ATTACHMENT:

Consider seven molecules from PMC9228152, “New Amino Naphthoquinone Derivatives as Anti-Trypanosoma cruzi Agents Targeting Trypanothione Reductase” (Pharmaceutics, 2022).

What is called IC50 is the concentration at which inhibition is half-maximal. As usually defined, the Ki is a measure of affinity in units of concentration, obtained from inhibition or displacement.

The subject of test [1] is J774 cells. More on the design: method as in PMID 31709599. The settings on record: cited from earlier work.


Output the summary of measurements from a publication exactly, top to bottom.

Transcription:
Consider seven molecules from PMC9228152, “New Amino Naphthoquinone Derivatives as Anti-Trypanosoma cruzi Agents Targeting Trypanothione Reductase” (Pharmaceutics, 2022).

What is called IC50 is the concentration at which inhibition is half-maximal. As usually defined, the Ki is a measure of affinity in units of concentration, obtained from inhibition or displacement.

The subject of test [1] is J774 cells. More on the design: method as in PMID 31709599. The settings on record: cited from earlier work.